As I power walked to Koei Tecmo’s booth at E3 (time is of the essence at these events), my feelings began bouncing between uncertainty and hope. Time and time again have I seen the video game adaptations of my favorite series suffer from lackadaisical game design, and I was terrified of the possibility that Attack on Titan could encounter the same fate. It only took about thirty seconds into the thirty minute hands-on demo before I became convinced: this game is exactly what it needs to be, and I could not be happier about it.
Fans of the series will know exactly what they’re getting themselves into as Attack on Titan (Shingeki no Kyojin) replicates the speed, scale, and intensity of its source material with aplomb. Developer Omega Force ensures a wealth of enjoyment for those unfamiliar with the story, offering a narrative that chronologically covers the events from Season 1. It’s quite a tall order, but the game really does establish itself as a proper addition to the series.
Attack on Titan (show) is generally told from Eren Yeager’s perspective – the good ol’ protagonist. Attack on Titan (game), however, switches the point of view, and often. Playing as Mikasa eventually led me to a terrified Armin who just witnessed an emotionally gruesome sight, but I wasn’t there to see it. I knew what happened thanks to the show, but that’s just the point. This video game adaptation has an exclusive feature: its story is told through multiple pairs of eyes, presenting to players the same beautiful story in an omnidirectional fashion.
Even the gameplay emulates the thrill of the show. The demo featured an outside training course to cover the controls and a battle with the Colossal Titan behind one of the Walls. The controls took some time to get acquainted with, but flying around with your 3D Maneuver gear becomes incredibly fluid once it all clicks. Once you find a target, a simple press of a button switches gameplay into a combat mode that will target nearby enemies. Launching your 3D Maneuver gear with the combat mode active will shoot itself into a designated body part of a nearby Titan, allowing players to hover in circles around their target. If you want to take these monstrosities down, you’ll have to get behind them, charge forward, then time your attack with utmost precision. Successfully doing so imbues the gameplay with gravity as well placed attacks feel extremely gratifying, making inaccurate attempts seem lackluster and amateur.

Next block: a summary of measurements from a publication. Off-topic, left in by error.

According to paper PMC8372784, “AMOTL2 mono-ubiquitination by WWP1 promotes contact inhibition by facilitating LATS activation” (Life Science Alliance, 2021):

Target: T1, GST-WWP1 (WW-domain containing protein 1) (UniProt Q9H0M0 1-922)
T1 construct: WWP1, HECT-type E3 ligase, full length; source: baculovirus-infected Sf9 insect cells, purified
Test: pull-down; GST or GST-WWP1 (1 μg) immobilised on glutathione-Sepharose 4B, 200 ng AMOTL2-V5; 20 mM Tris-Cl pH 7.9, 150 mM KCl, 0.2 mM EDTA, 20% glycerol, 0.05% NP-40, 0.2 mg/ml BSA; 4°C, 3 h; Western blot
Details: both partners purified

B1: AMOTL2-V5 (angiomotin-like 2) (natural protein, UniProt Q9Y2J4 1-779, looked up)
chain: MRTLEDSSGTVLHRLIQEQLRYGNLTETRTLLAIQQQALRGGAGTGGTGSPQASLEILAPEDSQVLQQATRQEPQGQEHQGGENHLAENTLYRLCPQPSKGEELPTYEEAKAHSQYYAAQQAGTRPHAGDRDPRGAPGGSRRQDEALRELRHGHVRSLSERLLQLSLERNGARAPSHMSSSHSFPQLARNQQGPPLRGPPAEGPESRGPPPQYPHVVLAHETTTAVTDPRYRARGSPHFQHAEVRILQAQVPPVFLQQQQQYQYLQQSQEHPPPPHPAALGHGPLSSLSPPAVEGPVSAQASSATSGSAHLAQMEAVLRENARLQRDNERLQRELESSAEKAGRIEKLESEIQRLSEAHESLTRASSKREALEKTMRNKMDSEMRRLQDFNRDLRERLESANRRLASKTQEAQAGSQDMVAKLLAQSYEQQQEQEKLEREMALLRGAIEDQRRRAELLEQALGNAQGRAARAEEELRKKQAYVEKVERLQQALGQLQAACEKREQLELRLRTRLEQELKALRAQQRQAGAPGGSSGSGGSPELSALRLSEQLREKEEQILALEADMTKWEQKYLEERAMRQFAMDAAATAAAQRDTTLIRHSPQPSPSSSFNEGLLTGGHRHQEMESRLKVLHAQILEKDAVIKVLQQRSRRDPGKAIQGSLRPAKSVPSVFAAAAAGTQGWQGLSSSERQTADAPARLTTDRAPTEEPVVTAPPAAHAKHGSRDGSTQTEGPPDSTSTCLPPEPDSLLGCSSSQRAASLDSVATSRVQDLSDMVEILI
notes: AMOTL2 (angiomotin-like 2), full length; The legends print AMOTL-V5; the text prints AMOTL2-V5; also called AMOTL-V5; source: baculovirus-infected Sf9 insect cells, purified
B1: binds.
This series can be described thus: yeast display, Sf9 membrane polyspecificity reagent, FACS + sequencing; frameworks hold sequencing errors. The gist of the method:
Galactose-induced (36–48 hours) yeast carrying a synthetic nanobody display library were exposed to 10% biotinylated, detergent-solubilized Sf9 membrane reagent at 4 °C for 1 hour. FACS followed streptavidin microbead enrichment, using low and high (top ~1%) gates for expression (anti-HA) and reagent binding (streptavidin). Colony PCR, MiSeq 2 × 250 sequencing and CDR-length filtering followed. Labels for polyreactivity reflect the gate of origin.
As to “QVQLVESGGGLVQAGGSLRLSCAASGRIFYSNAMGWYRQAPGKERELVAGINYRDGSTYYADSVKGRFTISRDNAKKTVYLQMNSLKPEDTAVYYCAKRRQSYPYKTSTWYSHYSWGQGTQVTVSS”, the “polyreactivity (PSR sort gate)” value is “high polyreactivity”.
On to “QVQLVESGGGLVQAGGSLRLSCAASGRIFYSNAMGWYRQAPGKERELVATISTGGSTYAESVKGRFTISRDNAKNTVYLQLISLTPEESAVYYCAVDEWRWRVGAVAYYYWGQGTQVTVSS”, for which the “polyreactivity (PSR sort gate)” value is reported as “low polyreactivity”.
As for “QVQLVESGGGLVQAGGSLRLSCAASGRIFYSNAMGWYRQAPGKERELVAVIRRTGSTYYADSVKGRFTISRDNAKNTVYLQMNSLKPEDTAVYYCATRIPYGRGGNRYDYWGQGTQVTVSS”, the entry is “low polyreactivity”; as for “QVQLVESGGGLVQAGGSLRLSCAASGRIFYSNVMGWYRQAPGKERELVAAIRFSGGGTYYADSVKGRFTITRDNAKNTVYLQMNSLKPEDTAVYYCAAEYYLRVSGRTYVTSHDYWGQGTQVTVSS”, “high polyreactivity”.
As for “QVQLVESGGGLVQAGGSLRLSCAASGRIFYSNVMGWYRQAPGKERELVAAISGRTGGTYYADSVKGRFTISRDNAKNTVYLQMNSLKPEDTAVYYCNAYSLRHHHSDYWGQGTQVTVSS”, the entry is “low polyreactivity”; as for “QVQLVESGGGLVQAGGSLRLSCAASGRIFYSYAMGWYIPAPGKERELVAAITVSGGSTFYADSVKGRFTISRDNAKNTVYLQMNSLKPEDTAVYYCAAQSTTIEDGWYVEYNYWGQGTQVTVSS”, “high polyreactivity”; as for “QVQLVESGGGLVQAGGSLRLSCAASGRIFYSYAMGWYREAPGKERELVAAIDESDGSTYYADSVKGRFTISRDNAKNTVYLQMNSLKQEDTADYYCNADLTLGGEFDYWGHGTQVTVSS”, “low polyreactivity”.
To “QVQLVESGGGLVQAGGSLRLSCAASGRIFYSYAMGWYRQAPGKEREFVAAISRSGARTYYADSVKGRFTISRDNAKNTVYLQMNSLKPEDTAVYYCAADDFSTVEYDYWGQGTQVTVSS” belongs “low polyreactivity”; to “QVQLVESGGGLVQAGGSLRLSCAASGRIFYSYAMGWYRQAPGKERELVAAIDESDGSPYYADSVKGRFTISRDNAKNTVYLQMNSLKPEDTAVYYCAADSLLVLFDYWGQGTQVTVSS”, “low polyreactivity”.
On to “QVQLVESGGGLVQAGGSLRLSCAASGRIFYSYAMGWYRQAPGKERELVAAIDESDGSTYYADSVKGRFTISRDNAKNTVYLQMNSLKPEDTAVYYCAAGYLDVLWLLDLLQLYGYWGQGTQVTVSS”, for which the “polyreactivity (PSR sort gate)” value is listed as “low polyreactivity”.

Human pit stops are littered around the field for whenever you need more blades or gas, two resources that must be monitored if you don’t want to wind up stranded on foot by a group of Titans. Accommodating their depletion will allow you to zip around the map without a worry (outside of, you know, the mercilessly hostile Titans), ultimately saving the lives of the familiar faces that make up your squad. The demo had a main objective to take down the Colossal Titan, but various side quests were scattered in realtime throughout the chaos. If Connie is halfway down a Titan’s throat, it may behoove you to fly over to save him.
Voice overs are spot on from the show, and everyone is prepared with a call for help or witty retort that is totally befitting of their character. Characters, environments, art direction – even sound effects are accurately replicated from the show to the point of feeling like you are truly playing a part in it all. The game places players in the driver seat behind a Titan form in addition to flying around as a soldier, so you really get to experience the gamut of what this series is all about. Unfortunately I never got to make it to the Titan gameplay – I was enjoying the soldier controls so much that I had run out of time before I could make enough progress. From the footage I’ve seen, however, the impact a Titan has on the battlefield seems heavy with awe-inspiring power and effectiveness. It’s a terrifying sight to watch, so I can only imagine how devastating it feels to play.
Attack on Titan pleasantly surprised me in every conceivable way. All doubts of the game’s quality immediately vacated when I started playing and understanding the exclusive characteristics the game offers when compared to its animated and manga counterparts. Its presentation surrounds you with a classic narrative, sound gameplay, and a lot of danger – and that was evident from a thirty minute demo. Needless to say, I’m officially excited to get my hands on the full experience.
Attack on Titan is developed by Omega Force and published by Koei Tecmo. Look for it to release on August 30, 2016 for PS4, Xbox One, PS3, PS Vita, and PC (Steam).
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